As the name suggests, the general ledger is a key accounting document that provides a general overview of all of a company’s accounting transactions. For companies who opt to outsource their accounting, many details of accounting methods can be left to the professionals. However, the general ledger is such a central document that any small business owner can benefit from understanding its form and function. At Ignite Spot, we strive to keep our clients well informed about their outsourced accounting and bookkeeping. For a small business owner, understanding how general ledger accounting works can be very helpful.
A general ledger contains accounts covering the assets and liabilities that make up a business’s activities. Typically, the accounts of the general ledger are sorted into five categories within a chart of accounts. These five categories are assets, liabilities, owner’s equity, revenue, and expenses. Asset accounts normally include cash, accounts receivable, inventory, investments, and fixed assets. Liability accounts may include accounts payable, notes payable, and accrued expenses payable.
In general ledger accounting, a business’s transactions are typically recorded using the double-entry bookkeeping method. In other words, every transaction is posted twice. Debits are offset by credits, assets are offset by liabilities, and losses are offset by income. The strength of this system is that by maintaining two columns for every account, all of the accounts can be checked for accuracy. Since it was first devised by a merchant in the 13th century, the double-entry system has been used worldwide by companies of all sizes.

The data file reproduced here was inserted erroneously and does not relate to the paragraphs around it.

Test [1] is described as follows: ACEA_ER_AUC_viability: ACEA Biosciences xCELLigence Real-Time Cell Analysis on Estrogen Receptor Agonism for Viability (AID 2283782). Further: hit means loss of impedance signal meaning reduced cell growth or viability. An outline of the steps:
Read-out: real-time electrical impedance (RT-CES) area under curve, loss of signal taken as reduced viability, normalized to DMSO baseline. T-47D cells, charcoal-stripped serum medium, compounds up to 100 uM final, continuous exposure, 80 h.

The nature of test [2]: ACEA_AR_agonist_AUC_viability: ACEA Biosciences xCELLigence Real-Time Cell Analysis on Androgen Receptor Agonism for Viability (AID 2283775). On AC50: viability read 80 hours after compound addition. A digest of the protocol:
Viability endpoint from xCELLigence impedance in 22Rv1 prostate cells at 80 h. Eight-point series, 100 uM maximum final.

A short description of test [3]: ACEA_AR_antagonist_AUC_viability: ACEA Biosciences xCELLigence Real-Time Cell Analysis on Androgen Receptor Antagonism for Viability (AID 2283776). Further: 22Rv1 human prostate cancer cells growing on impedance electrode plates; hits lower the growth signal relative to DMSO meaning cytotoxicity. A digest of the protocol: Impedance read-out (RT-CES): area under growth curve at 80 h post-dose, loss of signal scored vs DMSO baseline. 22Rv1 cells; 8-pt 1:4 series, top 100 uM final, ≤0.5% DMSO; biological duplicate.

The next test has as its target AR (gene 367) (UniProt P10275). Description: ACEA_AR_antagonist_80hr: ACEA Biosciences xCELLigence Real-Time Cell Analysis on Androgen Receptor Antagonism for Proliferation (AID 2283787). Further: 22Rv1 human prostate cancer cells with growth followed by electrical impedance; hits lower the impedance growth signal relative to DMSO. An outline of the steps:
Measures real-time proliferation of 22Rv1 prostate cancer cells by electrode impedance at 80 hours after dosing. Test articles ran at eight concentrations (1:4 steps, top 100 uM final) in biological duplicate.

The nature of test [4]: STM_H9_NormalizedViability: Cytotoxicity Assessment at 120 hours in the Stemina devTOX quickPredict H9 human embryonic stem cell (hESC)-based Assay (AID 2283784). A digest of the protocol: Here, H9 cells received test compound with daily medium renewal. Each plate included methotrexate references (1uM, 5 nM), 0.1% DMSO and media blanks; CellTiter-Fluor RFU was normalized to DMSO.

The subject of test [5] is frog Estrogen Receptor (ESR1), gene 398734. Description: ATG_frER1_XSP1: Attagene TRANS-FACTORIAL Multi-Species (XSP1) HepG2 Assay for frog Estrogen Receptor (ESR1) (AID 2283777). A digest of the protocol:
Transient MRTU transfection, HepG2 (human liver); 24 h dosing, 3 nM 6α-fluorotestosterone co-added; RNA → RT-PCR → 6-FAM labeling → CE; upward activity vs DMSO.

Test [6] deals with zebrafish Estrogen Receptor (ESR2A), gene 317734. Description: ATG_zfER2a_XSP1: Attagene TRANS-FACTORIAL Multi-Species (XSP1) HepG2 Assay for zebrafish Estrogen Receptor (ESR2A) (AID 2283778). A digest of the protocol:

In practice, the information found within the general ledger is used to produce various documents that depict a company’s current financial state and track changes over time. Both the balance sheet and the income statement are derived from the information on the general ledger. The general ledger is used to prepare financial statements that may be used by the business owner, by shareholders, or for distribution to investors. A general ledger report shows all of the general ledger activity within a particular date range. A business might refer to a general ledger report from a certain month or quarter to assess the overall picture of the company’s financial standing. In addition, reports derived from the general ledger can be used to identify any potential errors in bookkeeping or to guard against fraud.
Depending on the company, the general ledger may be maintained in a physical book or on computer software. Many companies opt to download software to quickly update the general ledger and to extract information from it into other related documents. In some cases where outsourced accounting is used, companies may access their general ledger online. Whether you use a paper or electronic version, no general ledger is complete without source documents, such as bills or canceled checks, to affirm its information.